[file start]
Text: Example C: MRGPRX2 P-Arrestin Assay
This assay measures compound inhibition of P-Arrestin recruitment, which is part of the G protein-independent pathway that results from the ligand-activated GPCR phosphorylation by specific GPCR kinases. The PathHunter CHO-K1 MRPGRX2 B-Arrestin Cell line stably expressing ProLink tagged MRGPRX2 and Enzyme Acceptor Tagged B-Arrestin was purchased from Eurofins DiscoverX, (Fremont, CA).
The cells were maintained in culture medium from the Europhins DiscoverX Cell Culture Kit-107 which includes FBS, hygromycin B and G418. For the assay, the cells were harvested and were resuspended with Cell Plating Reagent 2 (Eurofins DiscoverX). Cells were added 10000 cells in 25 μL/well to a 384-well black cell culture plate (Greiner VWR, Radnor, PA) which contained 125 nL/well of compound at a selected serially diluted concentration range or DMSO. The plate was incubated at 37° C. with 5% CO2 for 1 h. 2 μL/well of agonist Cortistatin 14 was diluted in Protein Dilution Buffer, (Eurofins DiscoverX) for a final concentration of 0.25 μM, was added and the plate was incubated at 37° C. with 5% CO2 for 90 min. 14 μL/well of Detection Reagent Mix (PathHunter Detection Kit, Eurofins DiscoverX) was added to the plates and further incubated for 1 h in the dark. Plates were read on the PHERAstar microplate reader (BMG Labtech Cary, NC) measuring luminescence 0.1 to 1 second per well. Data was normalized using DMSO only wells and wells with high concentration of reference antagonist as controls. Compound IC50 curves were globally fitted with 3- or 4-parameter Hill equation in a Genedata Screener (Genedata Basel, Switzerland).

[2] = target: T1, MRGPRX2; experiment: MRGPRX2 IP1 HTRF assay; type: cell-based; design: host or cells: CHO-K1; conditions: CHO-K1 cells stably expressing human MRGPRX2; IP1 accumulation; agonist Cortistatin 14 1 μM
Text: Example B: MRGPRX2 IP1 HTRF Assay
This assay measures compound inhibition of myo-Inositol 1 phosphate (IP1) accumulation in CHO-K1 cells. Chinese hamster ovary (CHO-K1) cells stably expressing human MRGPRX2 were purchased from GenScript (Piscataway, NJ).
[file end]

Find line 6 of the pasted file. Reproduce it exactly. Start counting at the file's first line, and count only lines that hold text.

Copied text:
This assay measures compound inhibition of myo-Inositol 1 phosphate (IP1) accumulation in CHO-K1 cells. Chinese hamster ovary (CHO-K1) cells stably expressing human MRGPRX2 were purchased from GenScript (Piscataway, NJ).